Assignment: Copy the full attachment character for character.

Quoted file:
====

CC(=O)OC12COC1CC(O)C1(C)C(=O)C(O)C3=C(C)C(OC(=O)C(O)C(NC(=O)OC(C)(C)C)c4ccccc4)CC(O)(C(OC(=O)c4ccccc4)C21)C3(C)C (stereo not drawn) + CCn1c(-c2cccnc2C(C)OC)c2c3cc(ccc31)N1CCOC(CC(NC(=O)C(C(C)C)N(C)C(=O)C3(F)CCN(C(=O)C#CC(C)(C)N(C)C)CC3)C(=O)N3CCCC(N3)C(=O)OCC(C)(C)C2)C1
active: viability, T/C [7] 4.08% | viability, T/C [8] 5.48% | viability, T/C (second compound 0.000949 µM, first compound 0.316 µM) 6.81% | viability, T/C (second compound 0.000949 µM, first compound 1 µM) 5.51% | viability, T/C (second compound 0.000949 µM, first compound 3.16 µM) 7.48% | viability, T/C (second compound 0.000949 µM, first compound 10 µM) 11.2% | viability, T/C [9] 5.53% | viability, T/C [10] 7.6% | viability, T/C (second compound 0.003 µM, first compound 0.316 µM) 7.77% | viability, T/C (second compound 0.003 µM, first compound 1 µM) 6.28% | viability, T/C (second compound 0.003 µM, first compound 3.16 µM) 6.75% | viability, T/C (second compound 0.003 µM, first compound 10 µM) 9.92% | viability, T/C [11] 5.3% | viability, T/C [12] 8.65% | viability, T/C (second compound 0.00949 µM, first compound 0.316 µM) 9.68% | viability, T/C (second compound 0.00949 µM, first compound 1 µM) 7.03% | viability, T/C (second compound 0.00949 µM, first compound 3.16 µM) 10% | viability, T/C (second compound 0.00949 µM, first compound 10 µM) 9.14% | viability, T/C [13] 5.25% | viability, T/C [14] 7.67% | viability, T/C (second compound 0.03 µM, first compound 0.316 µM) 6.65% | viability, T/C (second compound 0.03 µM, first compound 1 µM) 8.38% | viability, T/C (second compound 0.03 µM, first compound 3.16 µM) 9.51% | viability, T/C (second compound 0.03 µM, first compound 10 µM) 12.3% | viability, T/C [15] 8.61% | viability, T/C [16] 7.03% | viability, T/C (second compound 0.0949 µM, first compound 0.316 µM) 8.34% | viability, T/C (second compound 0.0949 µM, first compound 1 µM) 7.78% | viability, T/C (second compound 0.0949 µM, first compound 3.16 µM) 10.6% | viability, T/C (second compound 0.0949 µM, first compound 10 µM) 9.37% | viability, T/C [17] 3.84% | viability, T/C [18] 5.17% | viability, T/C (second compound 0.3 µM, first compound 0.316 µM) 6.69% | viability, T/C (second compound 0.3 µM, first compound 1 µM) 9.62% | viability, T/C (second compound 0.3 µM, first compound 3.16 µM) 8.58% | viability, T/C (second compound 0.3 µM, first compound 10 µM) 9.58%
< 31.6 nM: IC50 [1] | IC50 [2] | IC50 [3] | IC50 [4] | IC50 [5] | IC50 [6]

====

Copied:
CC(=O)OC12COC1CC(O)C1(C)C(=O)C(O)C3=C(C)C(OC(=O)C(O)C(NC(=O)OC(C)(C)C)c4ccccc4)CC(O)(C(OC(=O)c4ccccc4)C21)C3(C)C (stereo not drawn) + CCn1c(-c2cccnc2C(C)OC)c2c3cc(ccc31)N1CCOC(CC(NC(=O)C(C(C)C)N(C)C(=O)C3(F)CCN(C(=O)C#CC(C)(C)N(C)C)CC3)C(=O)N3CCCC(N3)C(=O)OCC(C)(C)C2)C1
active: viability, T/C [7] 4.08% | viability, T/C [8] 5.48% | viability, T/C (second compound 0.000949 µM, first compound 0.316 µM) 6.81% | viability, T/C (second compound 0.000949 µM, first compound 1 µM) 5.51% | viability, T/C (second compound 0.000949 µM, first compound 3.16 µM) 7.48% | viability, T/C (second compound 0.000949 µM, first compound 10 µM) 11.2% | viability, T/C [9] 5.53% | viability, T/C [10] 7.6% | viability, T/C (second compound 0.003 µM, first compound 0.316 µM) 7.77% | viability, T/C (second compound 0.003 µM, first compound 1 µM) 6.28% | viability, T/C (second compound 0.003 µM, first compound 3.16 µM) 6.75% | viability, T/C (second compound 0.003 µM, first compound 10 µM) 9.92% | viability, T/C [11] 5.3% | viability, T/C [12] 8.65% | viability, T/C (second compound 0.00949 µM, first compound 0.316 µM) 9.68% | viability, T/C (second compound 0.00949 µM, first compound 1 µM) 7.03% | viability, T/C (second compound 0.00949 µM, first compound 3.16 µM) 10% | viability, T/C (second compound 0.00949 µM, first compound 10 µM) 9.14% | viability, T/C [13] 5.25% | viability, T/C [14] 7.67% | viability, T/C (second compound 0.03 µM, first compound 0.316 µM) 6.65% | viability, T/C (second compound 0.03 µM, first compound 1 µM) 8.38% | viability, T/C (second compound 0.03 µM, first compound 3.16 µM) 9.51% | viability, T/C (second compound 0.03 µM, first compound 10 µM) 12.3% | viability, T/C [15] 8.61% | viability, T/C [16] 7.03% | viability, T/C (second compound 0.0949 µM, first compound 0.316 µM) 8.34% | viability, T/C (second compound 0.0949 µM, first compound 1 µM) 7.78% | viability, T/C (second compound 0.0949 µM, first compound 3.16 µM) 10.6% | viability, T/C (second compound 0.0949 µM, first compound 10 µM) 9.37% | viability, T/C [17] 3.84% | viability, T/C [18] 5.17% | viability, T/C (second compound 0.3 µM, first compound 0.316 µM) 6.69% | viability, T/C (second compound 0.3 µM, first compound 1 µM) 9.62% | viability, T/C (second compound 0.3 µM, first compound 3.16 µM) 8.58% | viability, T/C (second compound 0.3 µM, first compound 10 µM) 9.58%
< 31.6 nM: IC50 [1] | IC50 [2] | IC50 [3] | IC50 [4] | IC50 [5] | IC50 [6]